LTP: What separates Naya from other travel companies?
SC: Travelers are now—more than ever—looking for extraordinary moments filled with authenticity and personal value. They’re seeking experiences that go beyond the tourist sightseeing route in favor of opportunities to engage with locals and their traditions. Having traveled with this philosophy our entire lives and experienced its positive impact, we saw an opportunity to extend our knowledge and connections to likeminded individuals. We launched Naya Traveler with the intention to bring back purpose and value to travel through immersive, cultural experiences that provide a unique space to discover a destination through the eyes and knowledge of those who know it best.
One of the main values that distinguishes Naya Traveler from other companies is the intimate knowledge we have of our destinations and the personal contacts that enrich the experience for our travelers. We offer trips to regions of the world where we have lived or worked in for long periods of time. For instance, having lived in South India allows me to personalize an itinerary in ways that only a local can. Knowing our destinations from the inside, speaking the local language and having experienced the country on a personal level, Naya Traveler lends its clients a deeper, more meaningful personalized journey.
Rooted in firsthand expertise and intimate knowledge, we craft highly personalized itineraries to culturally rich destinations steeped in tradition and ancient customs. We take care of all the arrangements from the moment the traveler lands until they depart. This includes a selection of handpicked boutique hotels, personally vetted hosts and expert guides, private transfers, daily excursions and curated experiences, many meals, domestic flights and overall coordination 24 hours during the trip.
LTP: When you’re traveling or at home, do you each have rituals, practices or wellness obsessions that keep you feeling healthy and balanced?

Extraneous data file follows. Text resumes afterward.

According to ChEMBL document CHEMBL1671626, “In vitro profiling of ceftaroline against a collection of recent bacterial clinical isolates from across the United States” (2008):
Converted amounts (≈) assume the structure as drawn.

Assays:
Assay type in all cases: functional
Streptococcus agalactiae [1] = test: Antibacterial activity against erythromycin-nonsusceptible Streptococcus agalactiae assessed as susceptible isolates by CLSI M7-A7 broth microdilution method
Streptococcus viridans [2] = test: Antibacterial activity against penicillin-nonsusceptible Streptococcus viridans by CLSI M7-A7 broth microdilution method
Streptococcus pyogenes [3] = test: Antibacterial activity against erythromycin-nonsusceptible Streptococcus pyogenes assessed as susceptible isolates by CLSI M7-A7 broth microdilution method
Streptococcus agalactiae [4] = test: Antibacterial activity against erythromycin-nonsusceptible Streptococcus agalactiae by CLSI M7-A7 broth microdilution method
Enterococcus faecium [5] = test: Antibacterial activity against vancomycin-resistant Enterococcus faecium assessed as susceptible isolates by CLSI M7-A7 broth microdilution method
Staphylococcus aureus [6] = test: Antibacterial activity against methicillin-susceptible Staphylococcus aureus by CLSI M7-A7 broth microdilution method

MT: Constant traveling can really take a toll, mentally and physically. As a self-proclaimed obsessive-compulsive, the first thing I do when I settle in somewhere is rearrange the furniture or elements in the room around the biggest natural light source. This immediately makes me feel grounded and gives me a sense of being “home.” I get this from my pilot father, who began this ritual as a necessity to keep his mind sane (and body safe! See: walking into the closet in the middle of the night thinking it was the bathroom) during his never-ending layovers in the last 20-something years up in the air.
SM: One of the most attractive perks of working in the travel industry is the opportunity to explore the world on a regular basis. This lifestyle on-the-go can affect one’s centeredness and, in order to stay grounded during my travels, I always dedicate a moment in the morning and the evening to meditate silently. I find this to be a very comforting element of consistency, wherever my travels take me.
LTP: What does happiness look like to you?
MT: Feeling close to my family, even when we are time zones apart.
SC: The ability to find a sense of home wherever I go, no matter how different or unknown the culture might be to me.
LTP: What does it mean to you to “Live The Process” and how can we all do that more each day?
MT: To find beauty in the everyday. It’s not a challenge to find beauty in the foreign or unknown and, in these circumstances, you naturally feel more present or conscious of yourself and your surrounding environment. When you are at home, however, everything might seem normal or ordinary and you lose that heightened state of consciousness. Find beauty in the details that often go unnoticed, in the things that make you smile and the things that don’t, being present in the extraordinary moments as much as in the ordinary ones—and, soon enough, they might become the same.